Silently assuming basic familiarity with the entity known as a set [74], several distinctions connected to sets should not go undeﬁned, especially as later concepts build on these very basic deﬁnitions and the lack of a clear distinction can be nothing but detrimental. Among others, Deﬁnition 36 is a higher level representative of the concept provided in the following deﬁnition.

Deﬁnition 1 (Open cover) An open cover of a set is a family of open sets , whose union results in :

A similar, yet distinct concept is given in the next deﬁnition.

Deﬁnition 2 (Partition of a set) A partition of a set is a set of non-empty subsets , which fulﬁl the following conditions

Thus a partition implies that every element of the set is assigned to exactly one element of the partition .

To extend the simple notion of sets and their partitions, the following deﬁnition is of high utility.

Deﬁnition 3 (Cartesian Product) The Cartesian product of two sets and is deﬁned as the set of all ordered tuples of the form

It is through this simple mechanism represented by the Cartesian product that extensions to higher dimensions are available not only in a theoretical, but especially in an applied setting.

Sets alone present elements and very basic predicates such as testing, if a given element is contained
within a set. It is, however, important to provide a more involved mechanism which is readily found in
relations ^{1 } .

Deﬁnition 4 (Relation) Considering two sets and , a relation is deﬁned as a subset of the Cartesian product .

A relation is not only an important step for further theoretical reﬁnement, but has also been a driving abstraction for digital data storage systems such as databases.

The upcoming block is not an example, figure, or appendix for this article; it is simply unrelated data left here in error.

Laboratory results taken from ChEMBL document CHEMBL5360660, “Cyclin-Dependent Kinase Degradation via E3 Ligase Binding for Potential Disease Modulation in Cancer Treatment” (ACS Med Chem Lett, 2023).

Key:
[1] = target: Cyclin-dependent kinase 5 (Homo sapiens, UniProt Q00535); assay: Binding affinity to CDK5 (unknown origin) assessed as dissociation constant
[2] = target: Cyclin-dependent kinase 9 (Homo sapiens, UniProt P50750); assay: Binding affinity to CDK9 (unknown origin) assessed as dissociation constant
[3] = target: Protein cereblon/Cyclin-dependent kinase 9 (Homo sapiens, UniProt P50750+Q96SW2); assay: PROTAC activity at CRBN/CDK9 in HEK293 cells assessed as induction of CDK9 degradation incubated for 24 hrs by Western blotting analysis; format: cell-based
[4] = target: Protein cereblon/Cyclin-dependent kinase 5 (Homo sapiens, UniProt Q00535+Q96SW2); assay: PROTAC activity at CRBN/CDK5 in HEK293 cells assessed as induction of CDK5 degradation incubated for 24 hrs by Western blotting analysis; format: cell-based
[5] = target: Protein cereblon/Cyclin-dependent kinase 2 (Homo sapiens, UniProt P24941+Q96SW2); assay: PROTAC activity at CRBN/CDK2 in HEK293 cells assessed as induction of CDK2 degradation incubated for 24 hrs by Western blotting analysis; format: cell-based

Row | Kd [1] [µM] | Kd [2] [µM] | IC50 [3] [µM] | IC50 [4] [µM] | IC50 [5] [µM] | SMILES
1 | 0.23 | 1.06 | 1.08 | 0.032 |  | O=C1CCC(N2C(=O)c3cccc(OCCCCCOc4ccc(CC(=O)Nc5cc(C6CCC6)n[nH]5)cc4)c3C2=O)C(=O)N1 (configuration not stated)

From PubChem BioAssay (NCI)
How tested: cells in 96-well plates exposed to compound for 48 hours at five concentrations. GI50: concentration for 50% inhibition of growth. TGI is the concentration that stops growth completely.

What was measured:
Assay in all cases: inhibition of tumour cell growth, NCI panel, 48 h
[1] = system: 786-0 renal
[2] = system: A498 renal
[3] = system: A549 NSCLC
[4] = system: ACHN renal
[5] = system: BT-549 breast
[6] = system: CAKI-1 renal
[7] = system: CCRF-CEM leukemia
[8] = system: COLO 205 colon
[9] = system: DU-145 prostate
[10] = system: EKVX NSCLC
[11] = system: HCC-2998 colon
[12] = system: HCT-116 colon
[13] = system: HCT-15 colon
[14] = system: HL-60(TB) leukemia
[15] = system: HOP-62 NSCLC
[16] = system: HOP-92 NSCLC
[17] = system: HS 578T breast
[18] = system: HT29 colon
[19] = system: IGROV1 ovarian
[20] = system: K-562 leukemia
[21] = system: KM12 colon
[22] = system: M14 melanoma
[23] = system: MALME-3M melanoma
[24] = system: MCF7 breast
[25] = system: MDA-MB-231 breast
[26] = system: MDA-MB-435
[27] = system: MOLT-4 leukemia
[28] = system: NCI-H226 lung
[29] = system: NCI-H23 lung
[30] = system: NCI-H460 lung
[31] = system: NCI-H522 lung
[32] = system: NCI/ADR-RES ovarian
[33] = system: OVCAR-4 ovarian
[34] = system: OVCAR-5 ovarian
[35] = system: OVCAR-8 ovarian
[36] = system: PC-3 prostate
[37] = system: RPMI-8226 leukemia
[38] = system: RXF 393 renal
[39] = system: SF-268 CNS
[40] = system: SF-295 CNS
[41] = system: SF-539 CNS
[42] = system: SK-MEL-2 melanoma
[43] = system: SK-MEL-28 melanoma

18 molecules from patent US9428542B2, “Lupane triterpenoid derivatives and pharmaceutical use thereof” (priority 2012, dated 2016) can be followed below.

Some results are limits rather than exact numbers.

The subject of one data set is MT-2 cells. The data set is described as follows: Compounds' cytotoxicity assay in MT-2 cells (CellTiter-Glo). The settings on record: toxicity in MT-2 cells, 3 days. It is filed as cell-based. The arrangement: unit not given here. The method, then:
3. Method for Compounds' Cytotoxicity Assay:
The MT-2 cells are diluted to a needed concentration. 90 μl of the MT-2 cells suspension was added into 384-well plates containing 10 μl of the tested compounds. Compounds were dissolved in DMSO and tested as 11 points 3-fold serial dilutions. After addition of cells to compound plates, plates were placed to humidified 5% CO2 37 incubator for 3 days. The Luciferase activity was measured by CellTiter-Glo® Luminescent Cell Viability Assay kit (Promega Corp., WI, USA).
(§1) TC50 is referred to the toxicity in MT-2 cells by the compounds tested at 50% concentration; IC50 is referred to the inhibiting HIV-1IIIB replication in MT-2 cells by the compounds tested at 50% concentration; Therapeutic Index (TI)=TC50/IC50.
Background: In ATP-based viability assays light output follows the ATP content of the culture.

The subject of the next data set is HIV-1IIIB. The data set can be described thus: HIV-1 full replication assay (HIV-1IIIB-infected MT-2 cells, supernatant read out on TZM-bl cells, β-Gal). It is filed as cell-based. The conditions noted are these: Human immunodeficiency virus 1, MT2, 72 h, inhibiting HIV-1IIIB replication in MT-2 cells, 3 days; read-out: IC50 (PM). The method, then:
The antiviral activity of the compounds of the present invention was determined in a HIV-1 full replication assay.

Relations can be further qualiﬁed with attributes in case they conform to certain requirements. A selection of qualiﬁers is provided in order to keep subsequent deﬁnitions from becoming unnecessarily convoluted.

Deﬁnition 5 (Reﬂexive relation) A binary relation on a set is called reﬂexive, if every element is related to itself

Deﬁnition 6 (Symmetric relation) A binary relation on a set is called symmetric, if the following is always true:

Deﬁnition 7 (Transitive relation) A binary relation on a set is called transitive, if it follows that:

Deﬁnition 8 (Equivalence relation) A binary relation which is reﬂexive, transitive and symmetric is called an equivalence relation.

The application of an equivalence relation to the elements of a set leads to the concept of equivalence classes, as deﬁned in the following.

Deﬁnition 9 (Equivalence class) Given an equivalence relation , equivalence classes are deﬁned as the sets

Equivalence classes are of special interest as they provide a means to partition a set . The demands placed on equivalence relations (Deﬁnition 8) ensure that a set of equivalence classes (Deﬁnition 9) is indeed a partition of the set (Deﬁnition 2):

- Reﬂexivity (Deﬁnition 5) ensures that
- Symmetry (Deﬁnition 6) ensures
- Transitivity (Deﬁnition 7) asserts that

In other words, two elements are either in the same equivalence class, or in disjoint classes. An element is called a representative of the equivalence class .

The memory within digital computers is conceptually a set, because every cell of memory can be distinctly addressed even without having to resort to querying the contents of the cells, thus it is really the structure of the cells that forms a set. The presented relations are only a small fraction of the relations available and indeed required to represent modern memory management, but are at least suﬃcient to cover theoretical considerations.